You see, a certain website had announced a garden contest last year, and I'm a sucker for contests. The announcement asked readers (I thought) to post photos of their garden spaces that fit into one of several categories. I decided the Secret Garden would work well in the "Garden Rooms" category, so early one morning, I dragged our massive ladder out to the yard and set it up outside the fence that forms the back wall of the garden. I figured an aerial shot would best capture the whole space.

So I entered the contest, and when the winners were revealed, I discovered that they must have really only wanted photos from landscape architects who had designed spaces that cost a minimum of $20,000. Obviously, I did not even place, but that fact did not diminish the high regard I had held for my garden.

And then I clearly forgot about that moment. I suddenly found the garden lacking. And over the winter, when most plants had retreated a bit, I thought it insufficient, which is when I started planning the redesign. I've been implementing that design in the last several weeks. And then I saw that photo of a magical garden that I could not recall. The steel trap had failed, hung open and slack like my mouth did upon realizing the garden was mine.

My garden last year

Listen, the new design will be equally beautiful. It is taking shape. Sometimes it's hard to remember that  something was beautiful and might be again. Sometimes a memory misleads us into thinking that change isn't required. I'm almost certain this change was necessary. I just wish I could have remembered the pride I felt in the garden, remembered that it's always been a pretty special place.

A peak at the garden now from a
different perspective

An old friend watches over the changes



Monday, March 10, 2014

Springing into a Fresh Start

This is my favorite time in the Florida seasonal calendar. It's that brief but magical moment when we can keep the windows and doors open, when the humidity is reasonably low, and everything in the garden is emerging from its short winter nap. This is the moment of unfurling. It reminds me a bit of putting the clothes for a particular season away, leaving them in the attic for months, and then opening the box again, only to reveal a wonderful world of clothes that I've always loved and forgotten for a moment that I even owned them. Everything has a newness about it.

The Tibouchina in bloom again
The best part of this season is the fact that I begin my gardening with a clean slate. It's a curious truth about gardening that is, unfortunately, not often replicated in human relationships. No matter what I've done wrong in the past, no matter how horrific the outcome has been, there's always hope--perhaps even faith--that things will turn out differently, that I will enjoy a rich and satisfying harvest. This is yet another lesson I wish I could somehow translate into other areas of life.

The seeds I sowed indoors are now sturdy seedlings that I am hardening off outside, and they're nearly ready to join the plants already producing in the vegetable garden. And despite my difficulties with getting reasonable yields from my vegetables since we moved here, despite what seems to be far too many suggestions that gardening here is exceedingly difficult, I still have some inexplicable belief that this season will be different. Hope, indeed, springs eternal when it comes to gardening.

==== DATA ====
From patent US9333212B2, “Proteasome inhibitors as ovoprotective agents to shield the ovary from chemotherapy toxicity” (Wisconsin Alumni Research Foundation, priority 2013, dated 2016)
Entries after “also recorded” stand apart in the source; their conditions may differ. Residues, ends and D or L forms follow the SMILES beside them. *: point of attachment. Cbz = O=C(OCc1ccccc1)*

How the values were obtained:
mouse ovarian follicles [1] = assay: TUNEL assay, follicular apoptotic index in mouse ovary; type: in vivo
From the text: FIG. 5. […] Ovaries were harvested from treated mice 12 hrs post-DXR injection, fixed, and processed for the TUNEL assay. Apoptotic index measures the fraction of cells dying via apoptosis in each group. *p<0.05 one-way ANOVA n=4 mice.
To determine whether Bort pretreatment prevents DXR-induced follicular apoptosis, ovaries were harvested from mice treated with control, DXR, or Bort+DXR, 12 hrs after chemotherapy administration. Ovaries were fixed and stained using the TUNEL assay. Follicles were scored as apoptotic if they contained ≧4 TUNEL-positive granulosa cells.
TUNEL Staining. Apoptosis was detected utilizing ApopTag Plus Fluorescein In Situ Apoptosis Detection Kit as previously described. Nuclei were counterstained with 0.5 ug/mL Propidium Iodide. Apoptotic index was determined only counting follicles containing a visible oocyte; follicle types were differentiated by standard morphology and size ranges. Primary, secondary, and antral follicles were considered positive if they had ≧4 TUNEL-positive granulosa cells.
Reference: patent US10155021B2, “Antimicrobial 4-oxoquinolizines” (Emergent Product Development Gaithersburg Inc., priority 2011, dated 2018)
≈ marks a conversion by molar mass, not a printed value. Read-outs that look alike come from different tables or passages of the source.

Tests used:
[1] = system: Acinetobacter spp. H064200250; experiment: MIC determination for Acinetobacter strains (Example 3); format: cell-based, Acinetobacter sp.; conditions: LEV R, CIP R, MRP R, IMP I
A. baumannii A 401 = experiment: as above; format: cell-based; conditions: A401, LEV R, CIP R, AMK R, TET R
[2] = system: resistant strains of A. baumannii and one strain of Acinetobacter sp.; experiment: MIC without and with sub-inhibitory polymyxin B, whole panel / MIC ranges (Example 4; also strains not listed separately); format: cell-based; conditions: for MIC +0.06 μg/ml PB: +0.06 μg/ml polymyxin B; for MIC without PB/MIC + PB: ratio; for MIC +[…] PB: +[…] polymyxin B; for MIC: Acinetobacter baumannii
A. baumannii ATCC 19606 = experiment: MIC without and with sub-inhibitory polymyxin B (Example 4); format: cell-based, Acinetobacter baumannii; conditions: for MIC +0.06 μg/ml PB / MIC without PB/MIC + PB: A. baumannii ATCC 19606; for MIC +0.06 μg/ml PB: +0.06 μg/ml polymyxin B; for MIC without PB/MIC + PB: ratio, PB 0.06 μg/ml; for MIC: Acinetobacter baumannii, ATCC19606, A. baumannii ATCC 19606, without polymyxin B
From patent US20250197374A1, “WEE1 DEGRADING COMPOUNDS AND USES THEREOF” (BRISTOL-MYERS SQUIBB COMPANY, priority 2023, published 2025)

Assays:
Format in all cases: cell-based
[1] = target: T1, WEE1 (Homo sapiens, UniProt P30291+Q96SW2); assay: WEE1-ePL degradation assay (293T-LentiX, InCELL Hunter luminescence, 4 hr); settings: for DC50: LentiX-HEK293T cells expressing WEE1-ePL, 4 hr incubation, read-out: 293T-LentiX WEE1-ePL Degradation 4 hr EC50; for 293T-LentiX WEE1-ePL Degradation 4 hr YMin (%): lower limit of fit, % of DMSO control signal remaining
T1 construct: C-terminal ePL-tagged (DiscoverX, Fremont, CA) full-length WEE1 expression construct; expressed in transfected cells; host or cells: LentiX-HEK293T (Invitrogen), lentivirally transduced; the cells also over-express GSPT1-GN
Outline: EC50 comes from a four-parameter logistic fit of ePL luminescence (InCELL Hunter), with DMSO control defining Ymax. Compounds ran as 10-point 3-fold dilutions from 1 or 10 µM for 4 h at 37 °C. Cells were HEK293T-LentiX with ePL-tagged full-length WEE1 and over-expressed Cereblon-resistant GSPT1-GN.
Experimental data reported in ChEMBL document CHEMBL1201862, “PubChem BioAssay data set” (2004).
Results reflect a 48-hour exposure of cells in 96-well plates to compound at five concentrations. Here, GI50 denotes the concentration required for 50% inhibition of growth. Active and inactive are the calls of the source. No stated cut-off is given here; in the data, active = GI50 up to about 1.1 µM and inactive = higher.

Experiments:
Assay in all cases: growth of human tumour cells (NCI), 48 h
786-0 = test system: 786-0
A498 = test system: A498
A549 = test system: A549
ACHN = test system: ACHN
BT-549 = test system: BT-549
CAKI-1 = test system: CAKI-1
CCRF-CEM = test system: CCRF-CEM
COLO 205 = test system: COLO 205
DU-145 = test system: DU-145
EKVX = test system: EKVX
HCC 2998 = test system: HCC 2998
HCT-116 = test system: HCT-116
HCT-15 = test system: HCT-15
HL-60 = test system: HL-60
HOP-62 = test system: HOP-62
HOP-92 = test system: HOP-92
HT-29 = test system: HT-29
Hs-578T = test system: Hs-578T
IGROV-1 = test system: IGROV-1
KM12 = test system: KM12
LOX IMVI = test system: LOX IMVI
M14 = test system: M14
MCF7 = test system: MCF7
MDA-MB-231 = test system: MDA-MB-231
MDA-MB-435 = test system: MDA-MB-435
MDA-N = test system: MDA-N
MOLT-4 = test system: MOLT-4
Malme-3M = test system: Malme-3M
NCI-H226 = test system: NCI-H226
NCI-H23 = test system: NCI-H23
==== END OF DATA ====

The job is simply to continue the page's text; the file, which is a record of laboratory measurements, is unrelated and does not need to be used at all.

The secret garden is coming along. I completed one planter. I don't know how I feel about it, so I've decided to take a few weeks to get a clear idea before I move forward. I carefully pondered whether I should get a tattoo nearly 20 years ago, and the delay served me well, so I give the same consideration to many other decisions. But I'm happy to hear what the rest of you think of it.

I have a few reservations…and the upper
plants have not fully grown in.
I gave the Wolfie statue a new coat of paint after I cleaned off the rust. I think the new color is more in keeping with my sweet boy's coat.

Wolfie is waiting for new friends to
be planted

So it's a moment of joyful anticipation that we're experiencing here. Let's hope we learn a little from our mistakes, find pleasure in the smallest of victories, and always keep faith that things will get progressively better.




Monday, February 24, 2014

Experimentation

Gardening offers so many metaphors for life. For one thing, a garden is always in process. Even if you sat down and carefully drew out a detailed garden plan and followed it exactly, you would find upon completion that you wanted to make edits. That's just the nature of things. You learn as you go along. You see what works and what doesn't. You make edits, improvements. This isn't terribly different from life, I hope.

Gardening demands experimentation, as well. In Michigan, my Cherokee Purple tomatoes were magnificent. In Florida, they were something like a disaster. And so I had to look for tomato varieties that might work better for me here. Enter Gardener's Delight, Brown Berry Cherry, Black Plum, Brandywine, Black Krim, and my favorite--in terms of names--Beam's yellow pear. Some have done better than others. Some I'm just now growing seedlings for their trial in the garden. At the end of each season, I take careful notes on each variety so that as time goes on, I can make better choices.